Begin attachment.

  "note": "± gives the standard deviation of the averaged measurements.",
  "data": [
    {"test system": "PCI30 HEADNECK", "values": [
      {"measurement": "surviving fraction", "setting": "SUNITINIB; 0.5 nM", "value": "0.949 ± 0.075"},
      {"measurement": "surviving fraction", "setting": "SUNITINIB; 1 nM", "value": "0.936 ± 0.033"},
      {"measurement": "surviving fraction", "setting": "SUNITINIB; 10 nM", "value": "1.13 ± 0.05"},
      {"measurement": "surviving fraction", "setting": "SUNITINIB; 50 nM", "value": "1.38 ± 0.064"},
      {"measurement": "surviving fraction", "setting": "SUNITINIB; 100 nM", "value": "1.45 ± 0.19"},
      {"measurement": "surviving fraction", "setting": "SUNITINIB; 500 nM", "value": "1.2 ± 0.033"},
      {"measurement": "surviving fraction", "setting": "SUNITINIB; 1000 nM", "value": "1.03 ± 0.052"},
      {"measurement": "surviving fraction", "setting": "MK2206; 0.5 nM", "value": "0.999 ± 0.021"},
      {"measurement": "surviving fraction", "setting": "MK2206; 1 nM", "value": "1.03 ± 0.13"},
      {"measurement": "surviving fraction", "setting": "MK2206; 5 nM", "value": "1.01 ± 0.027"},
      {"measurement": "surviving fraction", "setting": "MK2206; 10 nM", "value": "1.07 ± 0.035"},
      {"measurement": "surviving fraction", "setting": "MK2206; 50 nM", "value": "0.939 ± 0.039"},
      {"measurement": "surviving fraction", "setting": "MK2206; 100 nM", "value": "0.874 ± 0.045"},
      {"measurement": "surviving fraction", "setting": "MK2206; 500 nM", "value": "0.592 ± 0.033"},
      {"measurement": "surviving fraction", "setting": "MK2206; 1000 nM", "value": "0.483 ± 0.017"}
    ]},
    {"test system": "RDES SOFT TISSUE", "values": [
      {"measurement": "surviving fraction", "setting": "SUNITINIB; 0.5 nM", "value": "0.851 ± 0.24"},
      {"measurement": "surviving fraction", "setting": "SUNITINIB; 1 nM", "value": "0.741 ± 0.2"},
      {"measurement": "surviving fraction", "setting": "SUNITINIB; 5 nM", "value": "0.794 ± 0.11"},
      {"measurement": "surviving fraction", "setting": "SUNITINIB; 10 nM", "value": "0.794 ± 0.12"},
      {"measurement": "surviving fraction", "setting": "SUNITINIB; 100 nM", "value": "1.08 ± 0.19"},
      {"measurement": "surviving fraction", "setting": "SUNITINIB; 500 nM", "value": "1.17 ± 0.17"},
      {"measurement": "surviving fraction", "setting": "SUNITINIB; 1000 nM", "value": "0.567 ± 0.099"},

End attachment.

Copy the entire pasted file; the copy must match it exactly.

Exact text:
  "note": "± gives the standard deviation of the averaged measurements.",
  "data": [
    {"test system": "PCI30 HEADNECK", "values": [
      {"measurement": "surviving fraction", "setting": "SUNITINIB; 0.5 nM", "value": "0.949 ± 0.075"},
      {"measurement": "surviving fraction", "setting": "SUNITINIB; 1 nM", "value": "0.936 ± 0.033"},
      {"measurement": "surviving fraction", "setting": "SUNITINIB; 10 nM", "value": "1.13 ± 0.05"},
      {"measurement": "surviving fraction", "setting": "SUNITINIB; 50 nM", "value": "1.38 ± 0.064"},
      {"measurement": "surviving fraction", "setting": "SUNITINIB; 100 nM", "value": "1.45 ± 0.19"},
      {"measurement": "surviving fraction", "setting": "SUNITINIB; 500 nM", "value": "1.2 ± 0.033"},
      {"measurement": "surviving fraction", "setting": "SUNITINIB; 1000 nM", "value": "1.03 ± 0.052"},
      {"measurement": "surviving fraction", "setting": "MK2206; 0.5 nM", "value": "0.999 ± 0.021"},
      {"measurement": "surviving fraction", "setting": "MK2206; 1 nM", "value": "1.03 ± 0.13"},
      {"measurement": "surviving fraction", "setting": "MK2206; 5 nM", "value": "1.01 ± 0.027"},
      {"measurement": "surviving fraction", "setting": "MK2206; 10 nM", "value": "1.07 ± 0.035"},
      {"measurement": "surviving fraction", "setting": "MK2206; 50 nM", "value": "0.939 ± 0.039"},
      {"measurement": "surviving fraction", "setting": "MK2206; 100 nM", "value": "0.874 ± 0.045"},
      {"measurement": "surviving fraction", "setting": "MK2206; 500 nM", "value": "0.592 ± 0.033"},
      {"measurement": "surviving fraction", "setting": "MK2206; 1000 nM", "value": "0.483 ± 0.017"}
    ]},
    {"test system": "RDES SOFT TISSUE", "values": [
      {"measurement": "surviving fraction", "setting": "SUNITINIB; 0.5 nM", "value": "0.851 ± 0.24"},
      {"measurement": "surviving fraction", "setting": "SUNITINIB; 1 nM", "value": "0.741 ± 0.2"},
      {"measurement": "surviving fraction", "setting": "SUNITINIB; 5 nM", "value": "0.794 ± 0.11"},
      {"measurement": "surviving fraction", "setting": "SUNITINIB; 10 nM", "value": "0.794 ± 0.12"},
      {"measurement": "surviving fraction", "setting": "SUNITINIB; 100 nM", "value": "1.08 ± 0.19"},
      {"measurement": "surviving fraction", "setting": "SUNITINIB; 500 nM", "value": "1.17 ± 0.17"},
      {"measurement": "surviving fraction", "setting": "SUNITINIB; 1000 nM", "value": "0.567 ± 0.099"},